If I weren't a Catholic, and if I didn't believe that the chances for nuclear war have never been greater, I would likely be saying, as are many others, that Catholic bishops are in over their heads when they introduce morality into the politics of nuclear arms.
To me, the bishops are not yet ankle-deep in these waters of controversy.
In the essentials, their proposed pastoral letter is a needed statement of defiance to temporal powers -- the Reagan administration, Congress and the Pentagon -- that they cannot expect to keep making political decisions in a moral-free context. But the letter, reasoned and cautious, lacks fire. It has none of the anger of men outraged that national security has become the new idolatry. They do not say the Golden Calf of nuclear weaponry is in need of quick smashing. It is as though, in fear of being dismissed as incendiaries, the bishops take one pace forward and then one backward.
They say, for example, that "we have judged immoral even the threat to use (nuclear) weapons. At the same time, we have held that the possession of nuclear weapons may be tolerated as deterrents while meaningful efforts are under way to achieve multilateral disarmament." This is a contradiction. To possess is to threaten. Are the bishops unaware of the history of weaponry? No crossbow, no saber, no cannon nor bomb devised by one nation has ever gone unused against another.
This contradiction arises naturally from ambivalences built into the text. One of the stated intents is "to contribute to the public policy debate about the morality of war." The bishops' call for "public scrutiny" of nuclear policies and ask for "limits" in the government's nuclear leanings.
This mildness would not stand out if, in other questions of life and death, the bishops also shied from moral firmness. To their credit, they don't. When the issue is abortion, they do not sprinkle their texts with "at the same times" nor do they modestly announce their wish to "contribute to the public policy debate." Instead, and rightly in my view, they say abortion is killing, no matter how many seemingly humane justifications an individual can make for having or performing one.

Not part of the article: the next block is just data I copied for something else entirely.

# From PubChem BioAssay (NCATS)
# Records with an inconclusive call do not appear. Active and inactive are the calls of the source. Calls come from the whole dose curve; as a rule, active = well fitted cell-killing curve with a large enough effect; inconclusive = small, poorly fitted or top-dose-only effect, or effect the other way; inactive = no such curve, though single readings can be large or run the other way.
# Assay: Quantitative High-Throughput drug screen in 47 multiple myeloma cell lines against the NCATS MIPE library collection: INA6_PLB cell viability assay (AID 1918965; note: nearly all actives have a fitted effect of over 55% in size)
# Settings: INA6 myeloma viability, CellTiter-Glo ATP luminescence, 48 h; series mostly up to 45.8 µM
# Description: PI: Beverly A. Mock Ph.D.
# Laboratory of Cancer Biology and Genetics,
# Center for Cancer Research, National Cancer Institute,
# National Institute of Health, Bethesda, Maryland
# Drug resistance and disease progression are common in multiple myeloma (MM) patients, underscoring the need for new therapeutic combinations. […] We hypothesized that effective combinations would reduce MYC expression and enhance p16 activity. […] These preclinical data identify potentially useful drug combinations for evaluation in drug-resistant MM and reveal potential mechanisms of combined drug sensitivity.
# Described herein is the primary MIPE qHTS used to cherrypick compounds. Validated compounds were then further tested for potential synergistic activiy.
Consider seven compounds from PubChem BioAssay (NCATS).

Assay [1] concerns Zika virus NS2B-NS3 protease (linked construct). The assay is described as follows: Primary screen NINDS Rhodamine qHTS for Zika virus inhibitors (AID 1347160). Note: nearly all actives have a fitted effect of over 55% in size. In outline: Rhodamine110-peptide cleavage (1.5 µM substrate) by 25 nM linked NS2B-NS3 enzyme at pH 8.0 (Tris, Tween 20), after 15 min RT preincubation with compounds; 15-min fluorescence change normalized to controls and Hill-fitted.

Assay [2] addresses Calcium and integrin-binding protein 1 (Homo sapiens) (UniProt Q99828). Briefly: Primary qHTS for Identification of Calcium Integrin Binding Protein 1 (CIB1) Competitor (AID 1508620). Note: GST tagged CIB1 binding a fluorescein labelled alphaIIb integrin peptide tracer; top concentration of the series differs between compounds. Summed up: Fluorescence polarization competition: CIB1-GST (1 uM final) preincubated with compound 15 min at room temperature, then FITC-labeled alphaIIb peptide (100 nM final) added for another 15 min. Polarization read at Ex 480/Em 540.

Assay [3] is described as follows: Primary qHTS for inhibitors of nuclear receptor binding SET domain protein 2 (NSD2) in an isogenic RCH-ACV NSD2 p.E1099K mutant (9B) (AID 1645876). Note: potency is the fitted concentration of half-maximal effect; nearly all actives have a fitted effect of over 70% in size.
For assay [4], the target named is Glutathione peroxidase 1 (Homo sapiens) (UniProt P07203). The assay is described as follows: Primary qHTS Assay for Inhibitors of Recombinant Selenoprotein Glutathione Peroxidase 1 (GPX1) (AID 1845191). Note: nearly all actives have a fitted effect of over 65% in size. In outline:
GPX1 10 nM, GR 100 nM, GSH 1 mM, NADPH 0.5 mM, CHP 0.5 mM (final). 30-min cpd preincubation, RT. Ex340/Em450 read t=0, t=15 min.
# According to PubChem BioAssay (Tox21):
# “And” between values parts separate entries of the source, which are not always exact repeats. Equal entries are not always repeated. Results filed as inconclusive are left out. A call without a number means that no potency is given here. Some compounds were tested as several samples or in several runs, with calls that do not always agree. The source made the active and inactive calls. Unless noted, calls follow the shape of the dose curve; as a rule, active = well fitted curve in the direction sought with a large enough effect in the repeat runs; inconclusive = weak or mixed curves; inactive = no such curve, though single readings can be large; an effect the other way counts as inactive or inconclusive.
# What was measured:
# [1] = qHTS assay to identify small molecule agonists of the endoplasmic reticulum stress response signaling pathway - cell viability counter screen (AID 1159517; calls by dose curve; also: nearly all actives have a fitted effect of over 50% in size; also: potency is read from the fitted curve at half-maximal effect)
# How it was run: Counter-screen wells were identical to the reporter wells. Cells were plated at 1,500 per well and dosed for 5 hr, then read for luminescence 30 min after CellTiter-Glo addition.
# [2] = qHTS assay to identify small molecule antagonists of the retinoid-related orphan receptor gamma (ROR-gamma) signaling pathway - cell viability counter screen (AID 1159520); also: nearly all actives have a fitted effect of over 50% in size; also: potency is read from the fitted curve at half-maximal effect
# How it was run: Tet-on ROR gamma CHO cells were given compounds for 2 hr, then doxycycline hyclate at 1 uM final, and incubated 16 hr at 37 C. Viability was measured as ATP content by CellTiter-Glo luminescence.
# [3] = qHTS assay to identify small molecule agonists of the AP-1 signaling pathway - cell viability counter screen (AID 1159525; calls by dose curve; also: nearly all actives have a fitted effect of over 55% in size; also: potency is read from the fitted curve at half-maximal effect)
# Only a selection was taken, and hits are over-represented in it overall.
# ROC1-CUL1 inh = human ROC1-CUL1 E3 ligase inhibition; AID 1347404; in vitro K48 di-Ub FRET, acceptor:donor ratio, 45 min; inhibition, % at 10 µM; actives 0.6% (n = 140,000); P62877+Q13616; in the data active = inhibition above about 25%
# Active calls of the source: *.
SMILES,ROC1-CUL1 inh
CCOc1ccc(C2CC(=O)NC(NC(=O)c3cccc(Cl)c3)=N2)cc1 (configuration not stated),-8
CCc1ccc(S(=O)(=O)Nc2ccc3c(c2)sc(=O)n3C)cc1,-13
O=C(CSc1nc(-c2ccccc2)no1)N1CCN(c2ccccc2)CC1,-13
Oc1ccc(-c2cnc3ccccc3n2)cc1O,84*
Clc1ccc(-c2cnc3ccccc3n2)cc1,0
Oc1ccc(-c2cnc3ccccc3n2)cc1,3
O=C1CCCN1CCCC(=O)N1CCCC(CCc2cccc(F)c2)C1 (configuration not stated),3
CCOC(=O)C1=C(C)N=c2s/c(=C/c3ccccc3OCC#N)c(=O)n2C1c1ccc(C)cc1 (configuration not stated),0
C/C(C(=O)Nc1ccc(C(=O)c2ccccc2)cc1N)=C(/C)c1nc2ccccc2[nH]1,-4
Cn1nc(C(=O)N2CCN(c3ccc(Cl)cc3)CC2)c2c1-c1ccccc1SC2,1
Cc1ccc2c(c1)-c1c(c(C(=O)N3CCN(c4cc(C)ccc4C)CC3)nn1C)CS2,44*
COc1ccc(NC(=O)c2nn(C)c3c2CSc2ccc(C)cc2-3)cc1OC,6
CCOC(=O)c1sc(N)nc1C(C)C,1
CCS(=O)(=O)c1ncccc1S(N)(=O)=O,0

If there is no equivocation when the killing of the preborn is involved, why not when the potential killing of tens of millions of people is at stake? When the bishops opposed the Reagan administration's sending of military aid to El Salvador, where the government kills its own people, they did not call for mere "limits."
One reason the church's leaders move falteringly in its advocacy of peace is that they are uncomfortable in this new role. Until now, bishops have been builders of schools, hospitals, churches and seminaries. They have been able ministers of God's pork barrel. That work has been skilled and beneficial. But now a number of younger bishops are asking the obvious: Why put up buildings of peace in one generation, if they are to be leveled by nuclear war in the next?
American Catholicism, with a membership of 51 million citizens, is still far away from being a peace church. The tentative moves toward nuclear pacifism does little to alter the church's other massive connections to the military. ROTC flourishes on Catholic campuses, and Catholic colleges accept money for military research.
None of this is found among such peace churches as the Mennonites and Quakers. The challenge for the bishops is to accelerate, not slow, their efforts to begin a disengagement from military values. Nuclear war is only the extreme extension of those values. What risk, or sacrifice of status, is involved in saying no to a future holocaust?
But there is risk in saying no to the decisions that lead to conventional war, or no to the paying of taxes that buy weapons, or trying to educate the faithful and the whole country that Christianity in its origins was a religion of absolute pacifism.
A few bishops have been pushing hard to align the church to its original and enduring ideals. An immense educational program will be needed merely to get across the point that organized nonviolent resistence is not weakness, but a rational and effective way of settling disputes by means other than killing people. For this, the bishops should expect scorn and dismissal. They are getting a bit of this now, and it is a sure sign they are on to something prophetic.